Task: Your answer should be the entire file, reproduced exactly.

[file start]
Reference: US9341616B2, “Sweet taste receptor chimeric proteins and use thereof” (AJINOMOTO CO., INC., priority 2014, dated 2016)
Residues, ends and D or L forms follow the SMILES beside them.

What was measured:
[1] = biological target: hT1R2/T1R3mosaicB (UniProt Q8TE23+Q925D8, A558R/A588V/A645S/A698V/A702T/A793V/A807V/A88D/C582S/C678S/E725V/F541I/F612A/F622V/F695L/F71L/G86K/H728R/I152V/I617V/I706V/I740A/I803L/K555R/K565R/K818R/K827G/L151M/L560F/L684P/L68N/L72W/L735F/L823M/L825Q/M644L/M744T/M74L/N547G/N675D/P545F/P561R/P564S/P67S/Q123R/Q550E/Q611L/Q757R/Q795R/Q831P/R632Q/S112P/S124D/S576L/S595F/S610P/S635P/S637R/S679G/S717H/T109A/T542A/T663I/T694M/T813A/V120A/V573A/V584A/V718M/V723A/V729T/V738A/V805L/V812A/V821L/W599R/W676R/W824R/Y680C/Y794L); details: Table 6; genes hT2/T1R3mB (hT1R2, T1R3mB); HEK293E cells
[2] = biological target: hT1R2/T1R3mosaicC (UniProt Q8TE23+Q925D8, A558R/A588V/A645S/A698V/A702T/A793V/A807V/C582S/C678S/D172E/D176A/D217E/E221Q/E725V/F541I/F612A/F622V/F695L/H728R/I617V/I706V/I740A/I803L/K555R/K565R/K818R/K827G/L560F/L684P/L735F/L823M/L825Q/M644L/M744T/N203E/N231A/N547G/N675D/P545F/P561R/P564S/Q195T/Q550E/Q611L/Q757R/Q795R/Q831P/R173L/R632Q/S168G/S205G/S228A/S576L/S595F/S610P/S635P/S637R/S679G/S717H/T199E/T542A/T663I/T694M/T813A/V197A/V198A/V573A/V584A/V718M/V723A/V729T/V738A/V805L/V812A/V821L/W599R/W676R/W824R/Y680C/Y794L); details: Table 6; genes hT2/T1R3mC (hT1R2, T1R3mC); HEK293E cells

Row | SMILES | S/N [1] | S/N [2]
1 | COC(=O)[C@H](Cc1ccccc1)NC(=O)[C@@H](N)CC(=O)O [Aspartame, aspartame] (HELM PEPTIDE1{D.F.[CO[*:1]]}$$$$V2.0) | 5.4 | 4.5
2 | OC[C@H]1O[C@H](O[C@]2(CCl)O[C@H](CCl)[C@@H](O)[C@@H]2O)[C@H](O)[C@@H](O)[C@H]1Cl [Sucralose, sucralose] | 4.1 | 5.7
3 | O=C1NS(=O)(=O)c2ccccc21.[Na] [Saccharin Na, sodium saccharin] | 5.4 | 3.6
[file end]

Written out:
Reference: US9341616B2, “Sweet taste receptor chimeric proteins and use thereof” (AJINOMOTO CO., INC., priority 2014, dated 2016)
Residues, ends and D or L forms follow the SMILES beside them.

What was measured:
[1] = biological target: hT1R2/T1R3mosaicB (UniProt Q8TE23+Q925D8, A558R/A588V/A645S/A698V/A702T/A793V/A807V/A88D/C582S/C678S/E725V/F541I/F612A/F622V/F695L/F71L/G86K/H728R/I152V/I617V/I706V/I740A/I803L/K555R/K565R/K818R/K827G/L151M/L560F/L684P/L68N/L72W/L735F/L823M/L825Q/M644L/M744T/M74L/N547G/N675D/P545F/P561R/P564S/P67S/Q123R/Q550E/Q611L/Q757R/Q795R/Q831P/R632Q/S112P/S124D/S576L/S595F/S610P/S635P/S637R/S679G/S717H/T109A/T542A/T663I/T694M/T813A/V120A/V573A/V584A/V718M/V723A/V729T/V738A/V805L/V812A/V821L/W599R/W676R/W824R/Y680C/Y794L); details: Table 6; genes hT2/T1R3mB (hT1R2, T1R3mB); HEK293E cells
[2] = biological target: hT1R2/T1R3mosaicC (UniProt Q8TE23+Q925D8, A558R/A588V/A645S/A698V/A702T/A793V/A807V/C582S/C678S/D172E/D176A/D217E/E221Q/E725V/F541I/F612A/F622V/F695L/H728R/I617V/I706V/I740A/I803L/K555R/K565R/K818R/K827G/L560F/L684P/L735F/L823M/L825Q/M644L/M744T/N203E/N231A/N547G/N675D/P545F/P561R/P564S/Q195T/Q550E/Q611L/Q757R/Q795R/Q831P/R173L/R632Q/S168G/S205G/S228A/S576L/S595F/S610P/S635P/S637R/S679G/S717H/T199E/T542A/T663I/T694M/T813A/V197A/V198A/V573A/V584A/V718M/V723A/V729T/V738A/V805L/V812A/V821L/W599R/W676R/W824R/Y680C/Y794L); details: Table 6; genes hT2/T1R3mC (hT1R2, T1R3mC); HEK293E cells

Row | SMILES | S/N [1] | S/N [2]
1 | COC(=O)[C@H](Cc1ccccc1)NC(=O)[C@@H](N)CC(=O)O [Aspartame, aspartame] (HELM PEPTIDE1{D.F.[CO[*:1]]}$$$$V2.0) | 5.4 | 4.5
2 | OC[C@H]1O[C@H](O[C@]2(CCl)O[C@H](CCl)[C@@H](O)[C@@H]2O)[C@H](O)[C@@H](O)[C@H]1Cl [Sucralose, sucralose] | 4.1 | 5.7
3 | O=C1NS(=O)(=O)c2ccccc21.[Na] [Saccharin Na, sodium saccharin] | 5.4 | 3.6